I think I made it clear that my post is based on the opinion of one person — one person who happens to speak on behalf of the NYCA (and, by the way, is listed as the Director of Communications as well as editor of the newsletter).

    If, Rebecca, you really mean what you say about wanting to help, you should make some public mention of NYCA’s regular meetings, and maybe even show up yourself to some of them (I’m pretty sure you live within striking distance since you attended that NYC Skeptics event recently).

    First of all, you already gave the NYCA meetings a plug. It is not my job to do so and I have no reason to mention any particular future event right now, since that was not the point of the post.

    Second of all, I already offered to attend an event, and to speak at length with the NYCA about how to further promote events to women, explicitly offering to help by mentioning them on Skepchick. This is despite the fact that I live in Boston, a 4.5-hour bus ride away. Why? Because like I said, I want to help. I have no idea why you’re suggesting I’m not being helpful enough when the entire point of this post is to highlight a serious attitude problem with a high-standing member of the NYCA.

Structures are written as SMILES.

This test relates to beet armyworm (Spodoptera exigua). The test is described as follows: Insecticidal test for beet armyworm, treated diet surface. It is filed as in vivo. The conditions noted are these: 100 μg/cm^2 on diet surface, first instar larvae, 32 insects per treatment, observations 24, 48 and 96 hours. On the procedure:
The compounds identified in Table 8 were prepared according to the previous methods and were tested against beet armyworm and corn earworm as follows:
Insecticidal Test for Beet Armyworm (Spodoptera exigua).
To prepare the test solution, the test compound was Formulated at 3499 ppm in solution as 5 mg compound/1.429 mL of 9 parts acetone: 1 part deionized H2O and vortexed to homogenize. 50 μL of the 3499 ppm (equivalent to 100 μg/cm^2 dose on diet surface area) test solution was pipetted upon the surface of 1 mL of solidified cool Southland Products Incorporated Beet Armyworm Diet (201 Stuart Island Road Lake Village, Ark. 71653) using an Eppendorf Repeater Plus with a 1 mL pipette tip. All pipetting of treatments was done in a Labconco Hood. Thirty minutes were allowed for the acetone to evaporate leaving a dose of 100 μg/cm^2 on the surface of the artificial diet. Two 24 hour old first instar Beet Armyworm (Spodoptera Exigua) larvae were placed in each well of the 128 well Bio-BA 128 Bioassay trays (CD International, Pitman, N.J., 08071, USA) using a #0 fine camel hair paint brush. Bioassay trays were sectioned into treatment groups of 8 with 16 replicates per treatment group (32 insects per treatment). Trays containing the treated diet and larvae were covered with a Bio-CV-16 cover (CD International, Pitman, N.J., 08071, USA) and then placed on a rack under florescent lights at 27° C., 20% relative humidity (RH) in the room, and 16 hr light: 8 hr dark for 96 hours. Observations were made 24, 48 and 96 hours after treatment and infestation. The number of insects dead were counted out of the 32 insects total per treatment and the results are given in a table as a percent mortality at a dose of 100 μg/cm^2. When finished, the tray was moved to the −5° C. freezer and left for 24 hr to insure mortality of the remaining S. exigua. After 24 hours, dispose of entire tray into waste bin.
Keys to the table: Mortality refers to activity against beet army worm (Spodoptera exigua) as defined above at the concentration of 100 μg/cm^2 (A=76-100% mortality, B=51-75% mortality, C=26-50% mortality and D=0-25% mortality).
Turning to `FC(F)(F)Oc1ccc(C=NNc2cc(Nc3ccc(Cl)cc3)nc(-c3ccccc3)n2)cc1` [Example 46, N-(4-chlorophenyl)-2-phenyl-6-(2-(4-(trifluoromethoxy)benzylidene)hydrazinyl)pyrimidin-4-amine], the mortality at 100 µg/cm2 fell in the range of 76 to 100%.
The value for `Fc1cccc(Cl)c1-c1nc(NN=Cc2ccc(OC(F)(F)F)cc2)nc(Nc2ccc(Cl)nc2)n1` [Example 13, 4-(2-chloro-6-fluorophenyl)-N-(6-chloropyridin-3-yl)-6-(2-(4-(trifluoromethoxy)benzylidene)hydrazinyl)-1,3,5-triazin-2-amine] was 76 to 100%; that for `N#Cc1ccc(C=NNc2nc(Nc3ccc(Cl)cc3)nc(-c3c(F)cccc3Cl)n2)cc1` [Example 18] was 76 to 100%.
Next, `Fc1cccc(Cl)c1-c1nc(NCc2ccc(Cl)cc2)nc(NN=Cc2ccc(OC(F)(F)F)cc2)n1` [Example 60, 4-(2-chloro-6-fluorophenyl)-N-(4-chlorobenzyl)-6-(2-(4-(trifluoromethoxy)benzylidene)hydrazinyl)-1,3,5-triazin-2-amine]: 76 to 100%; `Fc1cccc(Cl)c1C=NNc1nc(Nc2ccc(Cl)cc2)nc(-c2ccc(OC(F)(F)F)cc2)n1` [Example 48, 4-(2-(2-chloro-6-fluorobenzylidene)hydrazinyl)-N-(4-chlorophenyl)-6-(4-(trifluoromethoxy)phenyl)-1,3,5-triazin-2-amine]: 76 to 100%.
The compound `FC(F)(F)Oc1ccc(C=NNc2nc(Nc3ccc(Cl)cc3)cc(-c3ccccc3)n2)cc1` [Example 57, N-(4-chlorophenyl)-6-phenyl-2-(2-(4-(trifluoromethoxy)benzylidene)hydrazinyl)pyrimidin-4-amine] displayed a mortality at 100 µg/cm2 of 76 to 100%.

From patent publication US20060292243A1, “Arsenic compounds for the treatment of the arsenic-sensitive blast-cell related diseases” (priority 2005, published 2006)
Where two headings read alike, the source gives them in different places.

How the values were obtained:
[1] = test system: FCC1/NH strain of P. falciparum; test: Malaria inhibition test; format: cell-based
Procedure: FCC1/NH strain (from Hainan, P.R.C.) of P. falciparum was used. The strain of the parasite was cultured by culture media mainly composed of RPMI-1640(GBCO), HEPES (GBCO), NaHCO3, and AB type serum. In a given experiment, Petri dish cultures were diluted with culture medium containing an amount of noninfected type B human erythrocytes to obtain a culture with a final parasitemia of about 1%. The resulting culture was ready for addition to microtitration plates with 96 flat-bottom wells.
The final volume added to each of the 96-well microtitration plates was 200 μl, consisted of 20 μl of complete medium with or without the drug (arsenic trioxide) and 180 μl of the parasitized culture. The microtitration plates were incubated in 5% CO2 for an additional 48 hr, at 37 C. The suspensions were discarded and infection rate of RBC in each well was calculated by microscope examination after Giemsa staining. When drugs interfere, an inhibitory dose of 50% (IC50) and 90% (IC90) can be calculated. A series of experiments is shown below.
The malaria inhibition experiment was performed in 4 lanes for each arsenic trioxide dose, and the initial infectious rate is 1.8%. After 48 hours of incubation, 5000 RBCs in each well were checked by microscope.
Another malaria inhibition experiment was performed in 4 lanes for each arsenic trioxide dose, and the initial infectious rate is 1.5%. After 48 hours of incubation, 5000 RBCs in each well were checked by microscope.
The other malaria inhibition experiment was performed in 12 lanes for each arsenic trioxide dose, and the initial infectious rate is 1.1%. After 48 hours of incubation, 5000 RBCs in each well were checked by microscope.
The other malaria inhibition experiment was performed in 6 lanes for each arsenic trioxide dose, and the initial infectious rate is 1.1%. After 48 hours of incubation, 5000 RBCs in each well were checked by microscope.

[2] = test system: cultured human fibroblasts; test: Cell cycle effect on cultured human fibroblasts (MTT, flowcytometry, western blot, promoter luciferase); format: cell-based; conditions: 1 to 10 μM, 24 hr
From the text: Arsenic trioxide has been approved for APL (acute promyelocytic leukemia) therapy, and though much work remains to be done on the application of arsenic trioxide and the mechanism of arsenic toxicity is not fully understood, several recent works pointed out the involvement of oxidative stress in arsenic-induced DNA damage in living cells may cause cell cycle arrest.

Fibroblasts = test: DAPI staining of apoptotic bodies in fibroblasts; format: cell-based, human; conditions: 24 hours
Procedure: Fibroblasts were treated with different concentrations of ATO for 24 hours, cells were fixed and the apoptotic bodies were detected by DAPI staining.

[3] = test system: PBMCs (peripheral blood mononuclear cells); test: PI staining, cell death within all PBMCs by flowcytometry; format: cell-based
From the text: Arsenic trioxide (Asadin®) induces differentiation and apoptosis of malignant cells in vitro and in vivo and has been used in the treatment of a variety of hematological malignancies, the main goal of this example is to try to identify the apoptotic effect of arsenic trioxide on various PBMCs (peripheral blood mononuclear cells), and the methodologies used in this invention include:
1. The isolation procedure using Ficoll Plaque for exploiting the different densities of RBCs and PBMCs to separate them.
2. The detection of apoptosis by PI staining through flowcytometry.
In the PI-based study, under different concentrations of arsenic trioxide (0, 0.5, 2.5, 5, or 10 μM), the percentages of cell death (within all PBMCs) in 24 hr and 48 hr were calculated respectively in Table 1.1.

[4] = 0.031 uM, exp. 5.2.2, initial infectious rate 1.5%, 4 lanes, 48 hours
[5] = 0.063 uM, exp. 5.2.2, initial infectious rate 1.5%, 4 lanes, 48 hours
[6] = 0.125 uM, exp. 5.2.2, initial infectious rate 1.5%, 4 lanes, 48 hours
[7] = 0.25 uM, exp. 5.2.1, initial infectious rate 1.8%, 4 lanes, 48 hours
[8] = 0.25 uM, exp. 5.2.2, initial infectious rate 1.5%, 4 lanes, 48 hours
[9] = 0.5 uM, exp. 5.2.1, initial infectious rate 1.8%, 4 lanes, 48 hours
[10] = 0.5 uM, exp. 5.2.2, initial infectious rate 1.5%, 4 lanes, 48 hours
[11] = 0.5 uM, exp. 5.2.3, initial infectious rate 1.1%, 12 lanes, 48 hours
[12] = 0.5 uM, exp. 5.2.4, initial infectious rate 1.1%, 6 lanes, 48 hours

Anyway, considering all the problems and resistance we atheists face, the last thing we really need is any counter-productive dissension within our own ranks. Don’t hate on your fellow nonbelievers (unless they really deserve it, and I know the NYC Atheists don’t merit this).

    Wrong. First of all, there is no hate, there is only a very rightful condemnation of one official NYCA member’s opinion. This is not counter-productive dissension, this is dissension that is perfectly healthy and justified. Atheists are not free from criticism just because they don’t buy into the supernatural.